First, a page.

In a Seoul cafe, K-pop stars Song Min-ho and Kang Seung-yoon talk through a selection of their paintings and photographs that will be headed for a London exhibition this autumn. Mainly known for their music, the WINNER bandmates will showcase their art, alongside fellow K-pop singer Henry Lau, at the START Art Fair, held at the Saatchi Gallery and coinciding with the famed Frieze Art Week.
A selection of limited editions works by all three will be available to purchase in June on the START. Art digital platform.”Music tells a story, whether it’s of a happy ending or a sad ending, there seems to be a clear-cut ending,” rapper Song, who is mainly known by his stage name MINO, told Reuters.”In art, each painting has different characterisation but it feels like there’s always an open ending and it makes people think a lot.”The 28-year-old, who first started painting with acrylic colours in his early 20s, made his public debut as a painter in 2019 at an exhibition in Seongnam.
He will present a selection of paintings, including a self-portrait of a dark figure surrounded by colourful balloons, in London.”I wanted to conceal the subject (myself), so (that part is) really dark,” he said. “Bright colours make you feel happy with that contrast, I wanted to express complexity.”MINO and Kang, a singer, songwriter and producer known as KANG SEUNG YOON, present their artworks under the names Ohnim and Yoo yeon respectively. Kang will showcase black and white photographs taken during various trips.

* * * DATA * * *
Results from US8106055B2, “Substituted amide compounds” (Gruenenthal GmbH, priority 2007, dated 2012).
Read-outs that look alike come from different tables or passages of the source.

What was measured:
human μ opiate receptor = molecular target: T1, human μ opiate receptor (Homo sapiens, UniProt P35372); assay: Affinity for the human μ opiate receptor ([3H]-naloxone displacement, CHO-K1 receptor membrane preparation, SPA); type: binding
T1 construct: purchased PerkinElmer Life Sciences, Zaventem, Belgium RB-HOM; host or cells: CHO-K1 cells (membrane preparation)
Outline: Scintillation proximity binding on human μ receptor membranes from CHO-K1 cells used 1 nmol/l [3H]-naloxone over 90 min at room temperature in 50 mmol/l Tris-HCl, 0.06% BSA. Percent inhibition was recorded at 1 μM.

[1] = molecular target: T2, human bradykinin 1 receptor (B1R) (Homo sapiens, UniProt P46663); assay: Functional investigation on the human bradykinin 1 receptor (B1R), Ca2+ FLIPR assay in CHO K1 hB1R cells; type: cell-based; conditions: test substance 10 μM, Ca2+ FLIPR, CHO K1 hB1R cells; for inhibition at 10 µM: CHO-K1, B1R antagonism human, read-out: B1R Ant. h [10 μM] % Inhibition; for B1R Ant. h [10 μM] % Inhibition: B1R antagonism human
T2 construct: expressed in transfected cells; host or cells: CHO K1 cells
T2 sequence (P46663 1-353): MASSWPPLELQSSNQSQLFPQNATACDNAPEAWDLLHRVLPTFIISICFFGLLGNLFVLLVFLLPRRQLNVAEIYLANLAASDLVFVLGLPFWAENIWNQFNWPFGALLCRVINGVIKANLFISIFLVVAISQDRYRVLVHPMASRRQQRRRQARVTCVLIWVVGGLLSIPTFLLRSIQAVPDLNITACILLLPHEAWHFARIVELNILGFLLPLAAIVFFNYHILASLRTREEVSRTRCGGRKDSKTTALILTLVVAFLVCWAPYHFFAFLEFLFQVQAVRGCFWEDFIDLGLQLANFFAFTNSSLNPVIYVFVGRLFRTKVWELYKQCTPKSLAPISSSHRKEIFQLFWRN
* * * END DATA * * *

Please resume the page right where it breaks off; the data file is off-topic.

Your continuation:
“Because of our fandom and fame, I think we introduce a lot of people who weren’t interested in art to the world of art,” he said. “Our art or photography shouldn’t be meaningless. That’s why I want to express my feelings in my work … (A song) is usually three minutes and … I have to implicitly express all these things in that timing. But I can take a photograph whenever I want, however I want.” Joining them in London will be Canada-born singer, musician and actor Lau, who took up pendulum painting last year and will display five artworks.
“Like my musical performances, what I did was I actually thought about the location, picking my paints, what I was going to use, my canvas, just every little thing,” he said.”I’d wanted to make it sort of like an entire performance, but like a performance, no matter how much you practise and prepare there were some unexpected things that happened.”Lau said examples of this included unplanned droplets of pink paint in artwork “Starry”. Asked about balancing art with music, the classically-trained violinist said: “I’m … just trying to do these two as much as possible. I think that’s what’s really helping me get through these times.”